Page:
It “Swipes” Good Sense from Our Kids
Unfortunately parents have a new app to worry about. It is called “Swipe” and was created by Swipe Labs. Although the name refers to the way the manner in which users navigate through the app, it also has the ability to swipe the good sense and judgment with which we are raising our children.
As Swipe’s developers explain “With Swipe we wanted to build something fun that made conversations more like running into friends in real life — wherever you are and whatever you’re doing. When you get into the app, you’ll see a stack of photos & videos posted by your friends.”
A Swipe user can take pictures and instantly post them to their friends anonymously. The recipient of the picture can do three things (all involve swiping).
- If the picture doesn’t interest the recipient, he/she swipes left to delete.
- If the recipient thinks it’s cool, he/she swipes right to let the poster know the photo was liked.
- If the recipient wants to reply, he/she just taps the post to write a message, and swipes upwards. When the poster gets the reply, he/she can send one back to the recipient and reveal his/her identity. Replies can go back and forth until someone gets bored — and just swipes it away.
Although this appears to be an innocent way to share pictures among friends, the app’s slogan signals the opportunity for bad behavior—“See the photos & videos your friends won’t post on Facebook.”
There are a several issues that parents need to be aware of concerning kids’ use of Swipe:
- Underhanded Means of Spreading: When the app is downloaded, the user agrees to a lot of fine print which includes permission for Swipe to access all contacts stored on the child’s device. The app then sends communication (often via text) to all of these contacts inviting those people to download Swipe via a message like “Sammy Sailor is inviting you to join Swipe” with a link to a download site. The user, in this case, Sammy Sailor, is not even aware that the message is being sent.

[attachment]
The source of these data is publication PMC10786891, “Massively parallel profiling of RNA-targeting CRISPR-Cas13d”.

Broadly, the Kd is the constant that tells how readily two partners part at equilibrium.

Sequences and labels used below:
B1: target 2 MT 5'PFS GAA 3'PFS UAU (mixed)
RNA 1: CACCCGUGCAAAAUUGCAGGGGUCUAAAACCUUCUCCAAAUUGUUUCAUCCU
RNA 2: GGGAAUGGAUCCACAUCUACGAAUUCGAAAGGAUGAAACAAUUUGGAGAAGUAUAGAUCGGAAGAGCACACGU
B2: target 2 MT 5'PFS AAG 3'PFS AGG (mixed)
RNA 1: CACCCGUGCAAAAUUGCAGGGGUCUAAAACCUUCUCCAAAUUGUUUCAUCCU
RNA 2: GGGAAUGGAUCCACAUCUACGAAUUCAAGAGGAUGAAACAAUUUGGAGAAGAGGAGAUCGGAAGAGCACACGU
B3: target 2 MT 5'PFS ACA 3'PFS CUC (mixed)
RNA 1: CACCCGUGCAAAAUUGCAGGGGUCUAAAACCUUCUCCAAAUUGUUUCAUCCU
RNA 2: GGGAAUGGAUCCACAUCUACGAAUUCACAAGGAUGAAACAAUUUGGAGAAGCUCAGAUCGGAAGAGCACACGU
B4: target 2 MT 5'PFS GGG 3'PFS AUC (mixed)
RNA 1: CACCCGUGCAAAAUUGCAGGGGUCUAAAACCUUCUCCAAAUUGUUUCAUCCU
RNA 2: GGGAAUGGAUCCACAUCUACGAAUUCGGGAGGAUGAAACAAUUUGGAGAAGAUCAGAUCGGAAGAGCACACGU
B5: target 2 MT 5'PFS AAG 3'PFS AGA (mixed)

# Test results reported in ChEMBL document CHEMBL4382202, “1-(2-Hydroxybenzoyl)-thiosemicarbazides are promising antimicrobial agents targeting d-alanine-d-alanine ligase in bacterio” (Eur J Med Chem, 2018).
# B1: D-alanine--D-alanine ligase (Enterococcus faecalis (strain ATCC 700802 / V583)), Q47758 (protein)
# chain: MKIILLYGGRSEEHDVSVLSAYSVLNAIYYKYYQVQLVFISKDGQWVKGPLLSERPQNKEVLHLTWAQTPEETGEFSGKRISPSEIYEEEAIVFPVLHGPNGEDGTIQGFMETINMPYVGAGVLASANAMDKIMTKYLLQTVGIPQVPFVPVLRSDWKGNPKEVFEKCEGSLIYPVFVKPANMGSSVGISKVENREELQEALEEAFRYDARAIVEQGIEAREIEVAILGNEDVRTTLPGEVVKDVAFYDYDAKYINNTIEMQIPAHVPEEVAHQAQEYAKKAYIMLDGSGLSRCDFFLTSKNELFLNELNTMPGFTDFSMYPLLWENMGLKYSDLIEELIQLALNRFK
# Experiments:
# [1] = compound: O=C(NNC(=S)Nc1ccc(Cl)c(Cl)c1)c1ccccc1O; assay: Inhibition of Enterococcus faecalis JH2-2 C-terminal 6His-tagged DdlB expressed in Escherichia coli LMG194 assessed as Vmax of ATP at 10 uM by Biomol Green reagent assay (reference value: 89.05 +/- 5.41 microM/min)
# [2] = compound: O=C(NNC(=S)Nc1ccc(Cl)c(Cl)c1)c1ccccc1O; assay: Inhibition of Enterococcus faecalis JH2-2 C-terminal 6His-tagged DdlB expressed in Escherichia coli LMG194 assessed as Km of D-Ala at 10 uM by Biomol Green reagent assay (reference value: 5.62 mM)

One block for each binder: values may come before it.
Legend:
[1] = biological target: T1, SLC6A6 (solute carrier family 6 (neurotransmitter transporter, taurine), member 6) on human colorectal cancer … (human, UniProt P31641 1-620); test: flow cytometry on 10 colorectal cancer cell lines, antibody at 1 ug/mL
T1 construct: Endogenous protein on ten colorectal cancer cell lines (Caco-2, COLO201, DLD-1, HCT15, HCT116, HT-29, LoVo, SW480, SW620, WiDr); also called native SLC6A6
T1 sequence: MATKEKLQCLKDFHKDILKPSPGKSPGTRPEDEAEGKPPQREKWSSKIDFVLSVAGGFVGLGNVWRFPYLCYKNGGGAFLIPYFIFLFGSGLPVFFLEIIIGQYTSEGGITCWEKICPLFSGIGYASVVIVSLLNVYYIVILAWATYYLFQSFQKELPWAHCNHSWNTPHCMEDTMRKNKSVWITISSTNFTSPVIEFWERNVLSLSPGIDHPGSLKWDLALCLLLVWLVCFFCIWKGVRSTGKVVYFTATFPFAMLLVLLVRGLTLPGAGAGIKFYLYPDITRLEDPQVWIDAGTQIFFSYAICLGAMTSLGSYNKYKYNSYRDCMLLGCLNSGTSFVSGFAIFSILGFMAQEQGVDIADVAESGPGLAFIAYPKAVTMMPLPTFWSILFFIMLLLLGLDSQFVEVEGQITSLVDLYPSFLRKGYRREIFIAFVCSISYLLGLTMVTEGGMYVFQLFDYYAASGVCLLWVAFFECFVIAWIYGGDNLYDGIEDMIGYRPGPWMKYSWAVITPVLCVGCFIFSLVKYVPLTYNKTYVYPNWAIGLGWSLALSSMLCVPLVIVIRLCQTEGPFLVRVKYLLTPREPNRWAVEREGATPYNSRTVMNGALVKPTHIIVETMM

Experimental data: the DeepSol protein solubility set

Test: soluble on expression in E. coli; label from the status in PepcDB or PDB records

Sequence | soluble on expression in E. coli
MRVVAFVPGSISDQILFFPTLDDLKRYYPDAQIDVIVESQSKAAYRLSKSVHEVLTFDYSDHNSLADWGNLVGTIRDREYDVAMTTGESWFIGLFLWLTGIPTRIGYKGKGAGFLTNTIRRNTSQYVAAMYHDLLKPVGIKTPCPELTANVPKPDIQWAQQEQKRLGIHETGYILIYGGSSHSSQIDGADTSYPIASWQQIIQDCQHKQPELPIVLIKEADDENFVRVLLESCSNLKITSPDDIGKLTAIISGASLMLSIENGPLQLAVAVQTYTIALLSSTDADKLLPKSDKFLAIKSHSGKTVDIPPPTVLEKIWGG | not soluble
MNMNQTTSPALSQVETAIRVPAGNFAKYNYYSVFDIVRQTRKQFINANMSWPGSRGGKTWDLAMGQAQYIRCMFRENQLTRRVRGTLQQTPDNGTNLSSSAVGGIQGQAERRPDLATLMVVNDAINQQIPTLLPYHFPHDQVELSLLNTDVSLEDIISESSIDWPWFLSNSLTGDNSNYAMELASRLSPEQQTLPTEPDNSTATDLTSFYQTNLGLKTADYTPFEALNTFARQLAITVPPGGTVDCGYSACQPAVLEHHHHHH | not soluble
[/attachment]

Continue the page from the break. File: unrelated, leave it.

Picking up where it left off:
- Anonymous online behavior is dangerous: Psychologist John Suler has described the tendency for people to say and do things online that they never would say/do in person as the online disinhibition effect . This effect becomes even more pronounced with adolescents whose neurological ability to use good judgment is not fully developed. In short, given the ability to post pictures without fear of accountability or reprisal, teens will often post dangerous, harmful or inappropriate pictures. The ability to post anonymous pictures is one of the central features of Swipe making it a dangerous app in the hands of our kids.
- Listen to the app’s own rating: The rating Apple has given this app tells you the potential dangers inherent in its use. (By the way, Swipe is currently only available for iPhone/iPad/iTouch users but the developer promises an Android version soon). Swipe is rated 12+ due to the fact that users can encounter “Alcohol, Tobacco, or Drug Use or References; Sexual Content and Nudity; Profanity or Crude Humor; and Mature/Suggestive Themes”. Is this really the app you want your kids using?
So What Do You Do Next?
Now that you know something about Swipe, it will be important to discuss the app with your child.
- Has she/he downloaded it already?
- What kinds of pictures are friends sharing?
- What kinds of pictures is your child sharing?
- What will she/he do if an inappropriate photo is shared with her/him?
- What will she/he do if invited to download Swipe by a friend?
- Should Swipe be allowed onto his/her device in the first place?
- Once an image is shared via Swipe it is forever going to exist in the virtual world. A “friend” can screenshot whatever you post and distribute it to whom he wants.
Remember that inappropriate online behavior can become a permanent part of your child’s “digital footprint” and follow him/her throughout the future. Also certain online behaviors can violate school rules and state/federal laws. Teens often think that their online behaviors have no accountability and are shocked to find they could be subject to school punishments and even criminal charges.